10 months ago
Sunday, March 28, 2010
You Shall Not Pass
The New Tretyakov Gallery has a huge exhibit for the Jubilee of artist Aleksandr Deineka's birth. The above is a fragment from one of his more famous works, The Defense of Sevastopol. See the full painting, in a lower resolution, here.
I had seen the work in person once before, last summer, when I tagged along with a delegation to the opening of museum-territory Tsarityno (I was told to keep in the back of the group and to keep my mouth shut so they wouldn't hear my accent).
That first time I paid more attention to the general cast of the work, which is a nice idea but so...I don't know how to say it...so vulgar in the ideologically patriotic High Stalinist way that only post-war Communist artistic works can be...
This time around I happened to notice this man's expression, and now I can't decide what I think of it. Is it pure desperation? Horror? Defeatism? We can only see three faces clearly in the entire work, and they all belong to Soviet sailors. There's the shirtless man with a bottle - likely the empty bottle of liquid courage he just drank, to make him look so brave and fearless - who stares out at the viewer as if challenging, "YOU'RE not Nazi as well, are you? 'Cause I'm-a come get you..." There's the man further in the background, grinning, likely because he's holding a gun that actually has ammunition.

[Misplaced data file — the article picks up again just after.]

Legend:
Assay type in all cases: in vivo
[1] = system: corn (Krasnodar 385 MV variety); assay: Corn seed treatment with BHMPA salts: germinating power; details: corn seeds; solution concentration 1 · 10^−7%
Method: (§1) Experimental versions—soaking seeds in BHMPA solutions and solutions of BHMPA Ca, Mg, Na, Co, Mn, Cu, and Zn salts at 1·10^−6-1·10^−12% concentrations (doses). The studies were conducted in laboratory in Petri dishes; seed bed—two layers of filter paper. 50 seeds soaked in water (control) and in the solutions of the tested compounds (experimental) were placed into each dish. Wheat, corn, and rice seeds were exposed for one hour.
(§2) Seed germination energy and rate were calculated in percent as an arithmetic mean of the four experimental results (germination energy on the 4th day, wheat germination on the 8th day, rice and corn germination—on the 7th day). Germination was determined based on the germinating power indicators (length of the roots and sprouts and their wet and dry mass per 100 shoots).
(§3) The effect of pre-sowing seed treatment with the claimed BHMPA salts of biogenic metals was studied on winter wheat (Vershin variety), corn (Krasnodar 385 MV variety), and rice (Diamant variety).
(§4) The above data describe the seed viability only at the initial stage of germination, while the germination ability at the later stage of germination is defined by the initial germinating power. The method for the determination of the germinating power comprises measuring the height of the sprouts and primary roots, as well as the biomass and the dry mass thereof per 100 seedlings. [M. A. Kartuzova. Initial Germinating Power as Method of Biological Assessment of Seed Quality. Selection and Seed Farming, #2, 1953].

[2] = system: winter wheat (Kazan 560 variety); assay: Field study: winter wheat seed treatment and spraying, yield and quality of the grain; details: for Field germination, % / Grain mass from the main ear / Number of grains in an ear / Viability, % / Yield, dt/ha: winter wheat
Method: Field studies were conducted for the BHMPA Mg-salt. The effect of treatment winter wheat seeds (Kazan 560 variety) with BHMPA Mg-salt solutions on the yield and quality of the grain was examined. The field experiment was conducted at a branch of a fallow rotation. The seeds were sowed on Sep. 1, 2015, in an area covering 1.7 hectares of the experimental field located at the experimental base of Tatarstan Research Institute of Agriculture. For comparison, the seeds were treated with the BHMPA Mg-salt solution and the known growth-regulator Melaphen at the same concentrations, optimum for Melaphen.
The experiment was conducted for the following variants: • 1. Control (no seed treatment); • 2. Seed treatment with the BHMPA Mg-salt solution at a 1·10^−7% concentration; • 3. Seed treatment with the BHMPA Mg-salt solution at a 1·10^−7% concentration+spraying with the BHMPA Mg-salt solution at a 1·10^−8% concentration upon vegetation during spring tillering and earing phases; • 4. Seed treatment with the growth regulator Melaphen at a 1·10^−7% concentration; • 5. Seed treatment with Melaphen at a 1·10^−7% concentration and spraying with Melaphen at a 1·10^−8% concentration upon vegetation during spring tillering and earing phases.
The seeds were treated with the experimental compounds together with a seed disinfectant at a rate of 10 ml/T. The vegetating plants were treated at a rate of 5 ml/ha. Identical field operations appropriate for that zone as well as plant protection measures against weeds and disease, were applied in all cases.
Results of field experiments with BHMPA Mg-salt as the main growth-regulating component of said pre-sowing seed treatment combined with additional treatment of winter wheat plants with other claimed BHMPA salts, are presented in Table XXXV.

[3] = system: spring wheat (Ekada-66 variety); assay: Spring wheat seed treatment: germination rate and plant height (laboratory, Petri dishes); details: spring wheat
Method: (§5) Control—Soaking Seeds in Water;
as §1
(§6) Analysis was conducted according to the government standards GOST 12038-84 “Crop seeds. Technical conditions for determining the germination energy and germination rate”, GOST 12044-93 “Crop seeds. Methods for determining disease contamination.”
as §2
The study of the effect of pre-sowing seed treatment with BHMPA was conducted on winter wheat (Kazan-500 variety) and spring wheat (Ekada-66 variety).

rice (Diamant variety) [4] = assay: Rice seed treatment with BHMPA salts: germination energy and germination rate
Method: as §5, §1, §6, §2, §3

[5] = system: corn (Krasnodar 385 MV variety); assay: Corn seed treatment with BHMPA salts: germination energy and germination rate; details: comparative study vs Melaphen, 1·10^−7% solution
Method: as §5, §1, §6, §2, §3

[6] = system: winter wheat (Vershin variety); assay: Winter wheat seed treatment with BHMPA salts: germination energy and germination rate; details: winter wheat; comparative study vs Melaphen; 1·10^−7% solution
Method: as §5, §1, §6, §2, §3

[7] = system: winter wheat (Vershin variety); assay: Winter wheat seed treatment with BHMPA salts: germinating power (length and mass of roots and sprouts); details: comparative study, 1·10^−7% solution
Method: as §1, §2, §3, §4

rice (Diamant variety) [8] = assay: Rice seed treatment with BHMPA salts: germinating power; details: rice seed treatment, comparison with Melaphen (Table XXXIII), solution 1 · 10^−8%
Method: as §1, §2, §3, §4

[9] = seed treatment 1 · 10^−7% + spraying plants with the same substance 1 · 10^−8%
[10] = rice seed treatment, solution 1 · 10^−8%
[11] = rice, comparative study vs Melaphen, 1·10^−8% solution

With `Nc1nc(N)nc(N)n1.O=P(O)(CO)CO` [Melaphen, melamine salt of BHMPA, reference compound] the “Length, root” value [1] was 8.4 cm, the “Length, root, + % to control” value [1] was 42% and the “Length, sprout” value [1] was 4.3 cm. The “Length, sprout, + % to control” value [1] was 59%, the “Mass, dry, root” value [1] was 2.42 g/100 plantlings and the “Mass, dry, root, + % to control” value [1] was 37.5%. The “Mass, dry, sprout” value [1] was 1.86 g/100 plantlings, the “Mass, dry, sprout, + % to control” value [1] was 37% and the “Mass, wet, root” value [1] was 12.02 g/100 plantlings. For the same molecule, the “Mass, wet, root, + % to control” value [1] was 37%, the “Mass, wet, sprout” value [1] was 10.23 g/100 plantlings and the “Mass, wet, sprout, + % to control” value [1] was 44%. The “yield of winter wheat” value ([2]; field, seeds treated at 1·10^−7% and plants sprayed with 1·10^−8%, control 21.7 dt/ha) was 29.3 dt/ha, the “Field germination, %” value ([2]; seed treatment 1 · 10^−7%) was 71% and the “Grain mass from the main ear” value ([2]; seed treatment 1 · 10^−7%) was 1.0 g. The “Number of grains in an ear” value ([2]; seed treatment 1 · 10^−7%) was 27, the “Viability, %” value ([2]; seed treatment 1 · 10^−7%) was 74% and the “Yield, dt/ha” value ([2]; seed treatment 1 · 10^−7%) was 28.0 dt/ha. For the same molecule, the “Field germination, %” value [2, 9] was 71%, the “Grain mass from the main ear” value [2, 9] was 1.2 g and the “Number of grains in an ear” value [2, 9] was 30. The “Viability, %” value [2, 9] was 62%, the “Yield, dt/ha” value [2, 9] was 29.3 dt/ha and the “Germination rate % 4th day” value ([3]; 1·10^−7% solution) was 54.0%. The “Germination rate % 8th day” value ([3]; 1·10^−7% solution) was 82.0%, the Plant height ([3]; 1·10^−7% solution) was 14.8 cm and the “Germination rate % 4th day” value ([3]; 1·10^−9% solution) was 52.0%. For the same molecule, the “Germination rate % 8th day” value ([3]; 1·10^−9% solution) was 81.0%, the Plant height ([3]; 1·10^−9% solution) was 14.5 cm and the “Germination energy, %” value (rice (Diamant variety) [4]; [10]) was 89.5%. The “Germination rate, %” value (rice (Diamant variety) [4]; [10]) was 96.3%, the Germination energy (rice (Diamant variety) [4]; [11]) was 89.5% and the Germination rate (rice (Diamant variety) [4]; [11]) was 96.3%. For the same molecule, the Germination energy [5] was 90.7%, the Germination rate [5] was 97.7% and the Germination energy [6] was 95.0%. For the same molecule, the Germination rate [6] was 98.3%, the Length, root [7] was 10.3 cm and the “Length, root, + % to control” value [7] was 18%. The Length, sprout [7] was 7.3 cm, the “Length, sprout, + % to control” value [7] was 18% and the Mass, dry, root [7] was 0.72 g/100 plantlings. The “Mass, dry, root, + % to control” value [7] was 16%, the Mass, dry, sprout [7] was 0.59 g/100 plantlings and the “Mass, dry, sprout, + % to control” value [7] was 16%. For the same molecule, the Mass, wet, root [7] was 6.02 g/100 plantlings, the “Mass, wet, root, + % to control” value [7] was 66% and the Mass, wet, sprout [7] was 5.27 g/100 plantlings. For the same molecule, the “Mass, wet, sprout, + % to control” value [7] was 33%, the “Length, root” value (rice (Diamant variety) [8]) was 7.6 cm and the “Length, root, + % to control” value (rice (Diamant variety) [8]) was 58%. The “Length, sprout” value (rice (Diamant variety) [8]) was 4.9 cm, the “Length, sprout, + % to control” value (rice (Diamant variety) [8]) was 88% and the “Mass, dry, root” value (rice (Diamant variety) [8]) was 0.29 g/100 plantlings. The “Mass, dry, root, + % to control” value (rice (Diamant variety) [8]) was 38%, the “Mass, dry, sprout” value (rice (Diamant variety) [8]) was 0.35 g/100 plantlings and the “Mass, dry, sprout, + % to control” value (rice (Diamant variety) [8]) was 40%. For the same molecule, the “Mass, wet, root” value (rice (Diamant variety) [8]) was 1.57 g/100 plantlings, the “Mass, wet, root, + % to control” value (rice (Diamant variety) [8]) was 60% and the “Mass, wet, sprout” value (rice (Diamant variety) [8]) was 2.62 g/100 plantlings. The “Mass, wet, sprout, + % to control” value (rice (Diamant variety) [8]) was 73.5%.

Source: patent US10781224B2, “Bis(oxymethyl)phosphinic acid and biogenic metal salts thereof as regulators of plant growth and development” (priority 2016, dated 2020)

And then there's this man in the foreground, this man, who, in size and placement and every other artistic technique, is the hero of the story. Is he meant to bridge the gap between us, the lowly viewers who managed to live through the war, and the Heroes of Old? Since we're alive, we're automatically not of the same caste as martyrs... Since we're alive now, we've not yet become Homo Sovieticus, and this man, our hero, himself was not Homo Sovieticus, not yet, not until he completed the action of throwing those bottles at the Nazi troops and was slaughtered. Only later in the painting's chronology than the temporality we can see will he reach his self-perfection.